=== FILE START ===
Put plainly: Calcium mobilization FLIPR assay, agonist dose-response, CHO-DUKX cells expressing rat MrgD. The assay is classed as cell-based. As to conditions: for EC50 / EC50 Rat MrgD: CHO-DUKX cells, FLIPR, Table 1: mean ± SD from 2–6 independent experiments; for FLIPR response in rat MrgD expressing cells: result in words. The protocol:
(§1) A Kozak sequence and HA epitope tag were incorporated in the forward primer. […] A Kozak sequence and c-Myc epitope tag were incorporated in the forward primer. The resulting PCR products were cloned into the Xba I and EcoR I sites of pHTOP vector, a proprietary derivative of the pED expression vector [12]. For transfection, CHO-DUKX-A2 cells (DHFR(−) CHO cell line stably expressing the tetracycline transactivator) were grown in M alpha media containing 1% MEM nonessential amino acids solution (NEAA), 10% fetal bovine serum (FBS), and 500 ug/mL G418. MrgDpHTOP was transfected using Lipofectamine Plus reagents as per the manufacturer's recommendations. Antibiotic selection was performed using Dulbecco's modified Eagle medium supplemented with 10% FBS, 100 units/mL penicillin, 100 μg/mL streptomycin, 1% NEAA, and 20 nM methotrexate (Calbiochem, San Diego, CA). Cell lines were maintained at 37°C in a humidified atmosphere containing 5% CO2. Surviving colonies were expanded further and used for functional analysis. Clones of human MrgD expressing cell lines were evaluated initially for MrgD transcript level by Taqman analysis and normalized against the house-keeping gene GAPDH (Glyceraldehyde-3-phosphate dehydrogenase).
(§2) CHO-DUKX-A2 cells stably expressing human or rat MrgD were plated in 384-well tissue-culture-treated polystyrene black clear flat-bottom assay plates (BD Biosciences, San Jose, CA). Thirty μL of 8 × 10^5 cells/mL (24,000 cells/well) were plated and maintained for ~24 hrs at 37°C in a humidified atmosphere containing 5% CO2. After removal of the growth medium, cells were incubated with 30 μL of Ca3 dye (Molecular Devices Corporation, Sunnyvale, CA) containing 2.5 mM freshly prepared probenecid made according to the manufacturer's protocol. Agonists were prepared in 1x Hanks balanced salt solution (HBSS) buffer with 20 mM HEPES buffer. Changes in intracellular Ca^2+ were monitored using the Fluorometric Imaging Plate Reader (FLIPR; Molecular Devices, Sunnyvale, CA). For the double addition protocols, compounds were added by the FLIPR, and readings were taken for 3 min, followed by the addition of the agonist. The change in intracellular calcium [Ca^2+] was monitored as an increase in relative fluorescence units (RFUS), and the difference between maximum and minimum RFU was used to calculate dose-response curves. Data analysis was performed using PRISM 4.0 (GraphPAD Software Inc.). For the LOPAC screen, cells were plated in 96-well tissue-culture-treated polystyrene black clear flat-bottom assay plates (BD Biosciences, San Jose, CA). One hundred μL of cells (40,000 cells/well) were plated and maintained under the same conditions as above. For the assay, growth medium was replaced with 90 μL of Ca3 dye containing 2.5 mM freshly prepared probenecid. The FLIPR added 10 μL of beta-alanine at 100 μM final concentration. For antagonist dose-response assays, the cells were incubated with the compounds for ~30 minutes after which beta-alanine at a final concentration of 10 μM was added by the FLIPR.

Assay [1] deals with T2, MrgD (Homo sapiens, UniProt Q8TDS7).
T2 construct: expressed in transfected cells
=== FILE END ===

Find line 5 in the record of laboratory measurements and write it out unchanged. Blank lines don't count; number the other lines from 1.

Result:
T2 construct: expressed in transfected cells